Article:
In their landmark paper in 2005, Joe Cartwright and Mads Huuse referred to three-dimensional (3D) seismic reflection data as the “Geological Hubble”. By this they meant that these data, which were only then becoming available to the academic community, had the power to allow detailed investigations of the structure, stratigraphy and evolution of large sedimentary basins; in short, the field of Geosciences could benefit from these data in the same way Astrophysics had from Hubble. They showcased how 3D seismic data could be used across a range of disciplines, including seismic stratigraphy/geomorphology, structural analysis, fluid-rock interactions (see below), and igneous geology.
Although filled with stunning images, for me the most startling image from Cartwright and Huuse (2005) is their Fig. 1, which is shown below; this image beautifully illustrates the issue of ‘spatial aliasing’ (i.e. insufficient sampling of the data along the space axis), showing the enhanced geological ‘richness’ 3D seismic data gives to an interpreter. See also Fig. 4 in the same paper; honestly, it’s one of my favourite pictures of all time.
Having undertaken a largely field-based PhD, I have always been intrigued and slightly obsessed by the general applications of seismic reflection data (2D or 3D) to all areas of Earth Sciences. More specifically, I am struck how even modest-quality data can allow you to extend your geological interpretation into the third dimension; in essence, these data allow you to get ‘behind the outcrop’, sometimes over areas covering several hundreds to thousands of km2.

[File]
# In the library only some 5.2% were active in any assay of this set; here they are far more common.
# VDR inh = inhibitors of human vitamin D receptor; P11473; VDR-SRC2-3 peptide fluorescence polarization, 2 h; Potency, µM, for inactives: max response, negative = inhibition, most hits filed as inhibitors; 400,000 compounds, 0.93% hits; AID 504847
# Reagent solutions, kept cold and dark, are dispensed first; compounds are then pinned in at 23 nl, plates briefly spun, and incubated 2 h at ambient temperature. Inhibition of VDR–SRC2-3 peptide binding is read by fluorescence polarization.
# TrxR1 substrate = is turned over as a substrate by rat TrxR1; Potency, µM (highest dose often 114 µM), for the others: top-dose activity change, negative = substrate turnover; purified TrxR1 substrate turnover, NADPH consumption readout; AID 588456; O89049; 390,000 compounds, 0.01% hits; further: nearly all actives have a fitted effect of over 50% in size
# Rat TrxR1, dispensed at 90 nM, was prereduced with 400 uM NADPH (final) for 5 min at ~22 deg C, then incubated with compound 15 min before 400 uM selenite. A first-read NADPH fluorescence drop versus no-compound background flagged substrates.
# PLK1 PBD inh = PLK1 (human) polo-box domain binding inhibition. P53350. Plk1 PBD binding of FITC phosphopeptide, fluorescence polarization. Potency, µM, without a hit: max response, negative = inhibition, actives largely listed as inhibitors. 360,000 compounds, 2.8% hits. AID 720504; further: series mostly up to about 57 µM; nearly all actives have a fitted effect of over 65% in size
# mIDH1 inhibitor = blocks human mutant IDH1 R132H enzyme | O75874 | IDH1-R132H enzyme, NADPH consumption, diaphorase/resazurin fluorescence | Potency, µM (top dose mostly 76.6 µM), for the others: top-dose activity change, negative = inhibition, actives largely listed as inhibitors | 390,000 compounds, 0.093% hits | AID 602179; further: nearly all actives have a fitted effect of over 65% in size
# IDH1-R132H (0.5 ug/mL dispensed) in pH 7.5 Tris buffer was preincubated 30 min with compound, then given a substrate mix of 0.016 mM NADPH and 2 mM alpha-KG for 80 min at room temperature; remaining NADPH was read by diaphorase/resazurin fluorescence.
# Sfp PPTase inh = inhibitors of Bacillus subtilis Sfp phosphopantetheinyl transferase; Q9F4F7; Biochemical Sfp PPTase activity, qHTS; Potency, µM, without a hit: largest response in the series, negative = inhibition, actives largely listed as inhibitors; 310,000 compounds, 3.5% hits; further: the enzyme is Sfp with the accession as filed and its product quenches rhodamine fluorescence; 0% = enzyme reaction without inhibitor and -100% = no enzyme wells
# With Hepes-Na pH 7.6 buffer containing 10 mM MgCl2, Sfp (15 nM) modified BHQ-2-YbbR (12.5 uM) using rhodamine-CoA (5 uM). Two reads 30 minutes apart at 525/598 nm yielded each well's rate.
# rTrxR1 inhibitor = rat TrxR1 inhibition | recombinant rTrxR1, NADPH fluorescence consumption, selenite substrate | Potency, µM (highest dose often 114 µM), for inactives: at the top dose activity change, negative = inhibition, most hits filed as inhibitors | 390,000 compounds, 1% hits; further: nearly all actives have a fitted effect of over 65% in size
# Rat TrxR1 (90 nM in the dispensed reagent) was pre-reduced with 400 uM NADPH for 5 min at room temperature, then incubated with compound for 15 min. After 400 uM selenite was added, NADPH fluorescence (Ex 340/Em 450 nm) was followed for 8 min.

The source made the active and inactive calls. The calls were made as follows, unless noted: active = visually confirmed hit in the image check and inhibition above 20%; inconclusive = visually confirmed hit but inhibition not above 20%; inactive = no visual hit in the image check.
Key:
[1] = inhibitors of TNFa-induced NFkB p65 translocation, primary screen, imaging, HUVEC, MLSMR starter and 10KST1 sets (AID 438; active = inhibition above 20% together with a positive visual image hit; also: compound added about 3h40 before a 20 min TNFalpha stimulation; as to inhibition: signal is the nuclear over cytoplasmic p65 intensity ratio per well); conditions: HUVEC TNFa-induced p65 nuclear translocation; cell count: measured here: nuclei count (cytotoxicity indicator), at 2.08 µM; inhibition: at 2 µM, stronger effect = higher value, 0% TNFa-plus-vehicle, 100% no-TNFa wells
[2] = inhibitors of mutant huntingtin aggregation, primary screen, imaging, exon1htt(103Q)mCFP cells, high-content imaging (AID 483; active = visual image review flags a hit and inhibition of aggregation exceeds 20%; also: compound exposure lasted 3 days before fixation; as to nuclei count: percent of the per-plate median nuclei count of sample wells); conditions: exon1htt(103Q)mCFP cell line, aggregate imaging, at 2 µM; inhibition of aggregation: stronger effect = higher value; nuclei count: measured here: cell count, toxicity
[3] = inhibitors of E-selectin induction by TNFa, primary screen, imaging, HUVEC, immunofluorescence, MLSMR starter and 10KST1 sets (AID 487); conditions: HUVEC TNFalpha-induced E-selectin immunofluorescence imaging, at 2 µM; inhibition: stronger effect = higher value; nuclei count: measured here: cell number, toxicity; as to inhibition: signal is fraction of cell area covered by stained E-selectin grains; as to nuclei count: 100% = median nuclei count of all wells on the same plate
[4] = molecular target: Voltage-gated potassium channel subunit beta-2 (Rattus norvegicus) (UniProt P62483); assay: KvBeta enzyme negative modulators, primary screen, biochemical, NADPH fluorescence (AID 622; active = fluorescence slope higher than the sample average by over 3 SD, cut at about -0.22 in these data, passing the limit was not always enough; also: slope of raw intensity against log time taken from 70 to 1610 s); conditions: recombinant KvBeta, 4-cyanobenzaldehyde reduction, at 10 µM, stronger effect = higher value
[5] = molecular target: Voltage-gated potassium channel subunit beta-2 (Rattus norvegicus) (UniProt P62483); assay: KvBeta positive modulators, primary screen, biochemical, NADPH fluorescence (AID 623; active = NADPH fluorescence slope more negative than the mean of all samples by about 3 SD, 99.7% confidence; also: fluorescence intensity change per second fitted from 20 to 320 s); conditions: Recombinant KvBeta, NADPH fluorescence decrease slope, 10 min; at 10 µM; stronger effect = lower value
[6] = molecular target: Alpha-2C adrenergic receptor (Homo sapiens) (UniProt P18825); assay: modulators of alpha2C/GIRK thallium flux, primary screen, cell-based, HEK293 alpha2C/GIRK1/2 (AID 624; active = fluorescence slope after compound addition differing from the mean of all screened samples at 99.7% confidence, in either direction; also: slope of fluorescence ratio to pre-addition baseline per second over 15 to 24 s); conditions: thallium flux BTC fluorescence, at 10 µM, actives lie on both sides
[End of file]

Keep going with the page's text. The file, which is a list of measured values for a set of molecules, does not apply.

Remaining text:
Therefore, in homage to Cartwright and Huuse (2005), and to reflect my passion for the use of seismic reflection data in the Earth Sciences, one of my GSA talks is entitled: 3D Seismic Reflection Data: Has the Geological Hubble Retained Its Focus? In this talk, ca. 12 years on from Cartwright and Huuse (2005), I will present just a few of what I view as the key recent advances in our understanding of basin structure, stratigraphy and evolution. At the time of writing this blog, the final content of the talk is not yet finalised. However, to reflect my past, present and potentially future research interests, which, I must admit, are a little ‘broad’ (i.e. unfocused), I’m likely to talk about some of the advances made in salt tectonics, igneous geology, geodynamic analysis and normal fault growth (excuse the self-cites; #sorrynotsorry). I may also discuss how interpretations arising from even very high-quality 3D seismic data can lead to unbelievably different geological interpretations…What I most certainly will do is stress that future advances at least partly relies on hydrocarbon exploration companies and government agencies continuing to make their data freely available via easy-to-access data portals. I will try and convince people in the audience, be they ‘geodynamicists’, sedimentologists, structural geologists or geomorphologists, can benefit from utilising what I believe are currently an underused data type. It’ll be exciting. I promise.